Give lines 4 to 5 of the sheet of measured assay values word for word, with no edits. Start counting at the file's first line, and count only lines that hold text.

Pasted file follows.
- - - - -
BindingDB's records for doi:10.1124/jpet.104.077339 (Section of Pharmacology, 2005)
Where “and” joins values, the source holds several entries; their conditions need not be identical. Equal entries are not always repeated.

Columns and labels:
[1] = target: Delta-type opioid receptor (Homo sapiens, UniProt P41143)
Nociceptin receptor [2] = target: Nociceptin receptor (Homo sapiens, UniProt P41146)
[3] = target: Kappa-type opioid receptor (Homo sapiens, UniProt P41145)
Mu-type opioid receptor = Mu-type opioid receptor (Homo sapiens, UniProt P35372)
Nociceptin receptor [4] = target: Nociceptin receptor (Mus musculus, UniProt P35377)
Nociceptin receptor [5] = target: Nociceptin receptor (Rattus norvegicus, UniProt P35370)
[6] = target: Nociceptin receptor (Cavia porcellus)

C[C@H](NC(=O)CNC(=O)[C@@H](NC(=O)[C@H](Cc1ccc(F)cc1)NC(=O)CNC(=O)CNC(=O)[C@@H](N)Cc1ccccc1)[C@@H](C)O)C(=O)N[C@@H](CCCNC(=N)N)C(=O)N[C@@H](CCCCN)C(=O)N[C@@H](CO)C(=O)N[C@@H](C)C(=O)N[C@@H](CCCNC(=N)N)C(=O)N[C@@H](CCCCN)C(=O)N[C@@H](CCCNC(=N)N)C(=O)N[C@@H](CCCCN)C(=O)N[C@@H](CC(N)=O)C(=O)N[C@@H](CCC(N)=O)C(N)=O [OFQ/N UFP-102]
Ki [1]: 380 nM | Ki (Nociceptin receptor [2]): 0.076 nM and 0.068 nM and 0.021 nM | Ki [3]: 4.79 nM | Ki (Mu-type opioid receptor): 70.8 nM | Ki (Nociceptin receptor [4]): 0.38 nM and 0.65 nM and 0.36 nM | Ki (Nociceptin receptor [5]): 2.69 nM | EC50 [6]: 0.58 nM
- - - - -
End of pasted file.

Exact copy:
[1] = target: Delta-type opioid receptor (Homo sapiens, UniProt P41143)
Nociceptin receptor [2] = target: Nociceptin receptor (Homo sapiens, UniProt P41146)